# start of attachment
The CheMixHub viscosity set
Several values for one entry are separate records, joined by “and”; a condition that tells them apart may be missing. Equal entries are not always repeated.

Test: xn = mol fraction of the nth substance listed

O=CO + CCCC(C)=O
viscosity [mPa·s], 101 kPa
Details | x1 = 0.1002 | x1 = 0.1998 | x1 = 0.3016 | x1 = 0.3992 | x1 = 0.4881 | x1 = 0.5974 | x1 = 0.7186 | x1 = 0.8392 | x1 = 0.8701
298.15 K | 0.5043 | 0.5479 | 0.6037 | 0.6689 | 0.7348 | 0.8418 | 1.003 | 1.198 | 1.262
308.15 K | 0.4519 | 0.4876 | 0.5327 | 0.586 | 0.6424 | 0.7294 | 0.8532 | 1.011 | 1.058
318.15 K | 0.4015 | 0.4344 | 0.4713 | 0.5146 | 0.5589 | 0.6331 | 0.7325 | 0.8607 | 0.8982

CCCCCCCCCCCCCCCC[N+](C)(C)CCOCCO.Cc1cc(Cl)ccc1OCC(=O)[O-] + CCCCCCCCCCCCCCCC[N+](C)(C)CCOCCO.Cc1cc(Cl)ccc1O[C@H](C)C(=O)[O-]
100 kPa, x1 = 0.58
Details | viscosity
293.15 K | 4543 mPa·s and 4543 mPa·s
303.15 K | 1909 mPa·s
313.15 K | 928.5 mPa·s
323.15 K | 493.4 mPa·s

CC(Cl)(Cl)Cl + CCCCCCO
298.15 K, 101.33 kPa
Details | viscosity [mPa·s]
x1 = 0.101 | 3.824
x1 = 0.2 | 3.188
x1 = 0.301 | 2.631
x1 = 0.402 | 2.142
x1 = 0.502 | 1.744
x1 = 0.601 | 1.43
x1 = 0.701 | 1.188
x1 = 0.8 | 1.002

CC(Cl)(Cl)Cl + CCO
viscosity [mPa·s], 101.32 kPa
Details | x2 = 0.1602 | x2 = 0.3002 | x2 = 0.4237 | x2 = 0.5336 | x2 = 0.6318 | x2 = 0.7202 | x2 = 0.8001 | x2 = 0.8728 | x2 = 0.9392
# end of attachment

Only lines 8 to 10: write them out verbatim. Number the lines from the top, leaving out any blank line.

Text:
308.15 K | 0.4519 | 0.4876 | 0.5327 | 0.586 | 0.6424 | 0.7294 | 0.8532 | 1.011 | 1.058
318.15 K | 0.4015 | 0.4344 | 0.4713 | 0.5146 | 0.5589 | 0.6331 | 0.7325 | 0.8607 | 0.8982

CCCCCCCCCCCCCCCC[N+](C)(C)CCOCCO.Cc1cc(Cl)ccc1OCC(=O)[O-] + CCCCCCCCCCCCCCCC[N+](C)(C)CCOCCO.Cc1cc(Cl)ccc1O[C@H](C)C(=O)[O-]